Halpern examines the fate of another farm women's organization, the United Farm Women of Ontario. During the interbellum, the UFWO, which grew out of the United Farmers of Ontario, attempted to direct farm women's focus away from the ideals of social feminism and towards those of equity feminism. Not only was the UFWO unsuccessful in securing the same number of long-term members as the WI but, realistically, most local branches of the UFWO more closely resembled the WI than the parent UFWO. When the question of integration with UFO men became a key issue for the UFWO, it lost popularity among farm women. Halpern argues that the quality of female separation supported by the WI may not have appealed to the leadership of the UFWO but it did appeal to the membership at large. The failure of the UFWO in 1943 was not, argues Halpern, due to the inherent conservatism of farm women but to its "commitment to equity feminism which invited the detrimental repudiation by UFO men, and undermined the self-sufficiency and values of rural women" (p. 105).

Throughout the twenty years following the Second World War, farms in Ontario were faced with substantial demographic changes, new agricultural practices, and fast-developing technology, all of which challenged the traditional role of women (and men) on the farm. Perhaps most challenging to farm women was the birth of the second-wave feminist movement, which "condemned or ignored the experiences that shaped their lives" (p. 133). Halpern argues that despite all the upheaval, farm women and the Women's Institute maintained their social feminist agenda throughout the 1950s and 1960s. It was not until the 1970s that independent, activist, equity feminist organizations began to emerge in rural Ontario.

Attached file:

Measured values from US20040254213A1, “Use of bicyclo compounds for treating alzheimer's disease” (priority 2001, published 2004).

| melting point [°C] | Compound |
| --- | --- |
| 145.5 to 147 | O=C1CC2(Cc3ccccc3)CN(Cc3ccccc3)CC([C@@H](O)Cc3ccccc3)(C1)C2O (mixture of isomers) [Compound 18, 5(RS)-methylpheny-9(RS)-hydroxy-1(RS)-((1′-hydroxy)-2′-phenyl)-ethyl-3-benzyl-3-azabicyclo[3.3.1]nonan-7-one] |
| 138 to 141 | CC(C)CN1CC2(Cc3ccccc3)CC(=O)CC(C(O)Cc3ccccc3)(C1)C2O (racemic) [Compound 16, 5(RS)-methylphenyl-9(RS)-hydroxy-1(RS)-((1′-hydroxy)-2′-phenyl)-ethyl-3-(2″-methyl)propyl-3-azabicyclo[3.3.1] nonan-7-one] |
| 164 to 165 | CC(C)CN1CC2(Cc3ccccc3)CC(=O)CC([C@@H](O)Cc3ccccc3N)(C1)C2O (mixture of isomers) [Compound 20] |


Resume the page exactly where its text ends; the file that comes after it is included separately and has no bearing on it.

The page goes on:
The strength of Halpern's book is her ability to sketch the lives of farm women in Ontario, perhaps the reason I found her third chapter most rewarding. For those who viewed farm women's lives as either too frenetic or too isolated for social or political activity, Halpern's description should dispel some of these myths. Clearly Halpern has challenged current feminist theory. There will be some who readily support Halpern's contention that farm women were feminist while others will find her analysis strained and unworkable. Some will disagree that non-equity feminism is feminism at all. Others will not be convinced of the feminist self-identification of Ontario farm women. Still others, like myself, will be uncomfortable with the generalization that all WI farm women in Ontario were social feminists, and might argue that certainly some were feminists while others more closely resembled anti-feminists. I applaud Halpern for taking a risk both in subject and in theory. She has raised questions that feminists and non-feminists alike ought to be discussing. Not only does the book ignite dialogue on its theoretical claims it also serves as a valuable contribution to the understanding of the daily lives of farm women in Ontario.